[CDBI] SQL::Builder propaganda review

Sebastian buddhahead at gmail.com
Sat Oct 22 12:43:38 BST 2005


For those that don't know, SQL::Builder is a collection of modules for
SQL manipulation. It's not "yet another SQL abstraction module" or ORM
so please read some of what I say before flaming. Currently it's under
development, but it's on its way. My next release (0.03alpha) next
week will have documentation and more complete functionality. The
source is available at

Anyhow, I've been revising the documentation and would like to get
some feedback on the following bit of propaganda extracted from
SQL::Builder's pod. Thanks in advance

=head1 NAME

SQL::Builder - a structured SQL manipulation interface

=head1 VERSION

Version 0.03 ALPHA - this software isn't production-ready yet and the API is
likely to change. Some methods and functionality aren't documented completely
and some documentation exists without the functionality. USE AT YOUR OWN RISK



SQL::Builder is a collection of modules sharing common interfaces for SQL
manipulation with the goal of providing maximum reuse and scalability. It is
not specifically a SQL abstraction (although it does sort of abstract it out
for you in some cases), but a structured interface for its manipulation. Because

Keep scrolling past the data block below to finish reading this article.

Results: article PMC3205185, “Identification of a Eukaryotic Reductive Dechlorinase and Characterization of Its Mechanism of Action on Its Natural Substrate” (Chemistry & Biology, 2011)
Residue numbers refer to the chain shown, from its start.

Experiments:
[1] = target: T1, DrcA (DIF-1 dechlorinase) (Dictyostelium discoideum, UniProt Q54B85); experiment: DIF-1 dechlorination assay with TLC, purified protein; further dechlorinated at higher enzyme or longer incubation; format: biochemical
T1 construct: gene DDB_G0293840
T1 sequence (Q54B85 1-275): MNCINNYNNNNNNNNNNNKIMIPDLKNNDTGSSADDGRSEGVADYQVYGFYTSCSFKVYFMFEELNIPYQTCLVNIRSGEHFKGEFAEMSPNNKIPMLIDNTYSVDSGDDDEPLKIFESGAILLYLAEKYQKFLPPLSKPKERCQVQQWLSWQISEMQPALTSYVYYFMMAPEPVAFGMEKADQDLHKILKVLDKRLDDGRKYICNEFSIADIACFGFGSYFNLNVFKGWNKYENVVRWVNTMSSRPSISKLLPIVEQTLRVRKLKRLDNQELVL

SQL::Builder is a stateful interface, one's SQL is as portable as they write it,
with the possibility to traverse a SQL construct at runtime and, for example,
convert instances of MySQL's OR operator ("||") with an appropriate "OR", or to
replace the standard concatenation operator ("||"), to MySQL's "CONCAT".

SQL::Builder's goal is not SQL portability, object-relation mapping, or
abstraction. SQL::Builder would hopefully provide a solid foundation for all of
these ideas.


I had spent a lot of time trying to gather my reasoning for developing
SQL::Builder and why it's better than any current SQL abstraction/generation
mechanism I've encountered, but it turns out that SQL::Builder is nothing
special and the concepts on which it is based are not new. My
reasoning/advocation for SQL::Builder bottom-lines reasoning for object-oriented
programming: granularity, encapsulation, abstraction, etc.

SQL::Builder is a collection of granular objects that share a common base,
which allow them to interact easily, consitently, and flexibly without the
"overhead" (problems) created by certain abstraction/generation modules. I hope
that at some point, ORMs, SQL abstractions, et. al. will
utilize SQL::Builder as a base for their provided functionality. Building
components with consistent and meaningful interfaces from the ground up is vital
for any system that needs to work.

I will outline some of the problems with existing SQL abstraction/generation
mechanisms that are solved by SQL::Builder.

=head2 String Manipulation

Building queries dynamically based on user data (or similar) is a nasty job and
often results in difficult-to-debug, unmaintainable code. The need to manipulate
strings based on a variety of criteria will clutter code and obfuscate it

SQL phrasebooks/templates are the worst; they should be avoided like a plague.
Their initial requirements usually appear basic, but user demands change, so the
code changes. Joe Coder usually adds arguments to a function to control its
return, essentially trying to harness the power of SQL in a single function.
Then he does it again... and again. join(), map(), keys(), etc are applied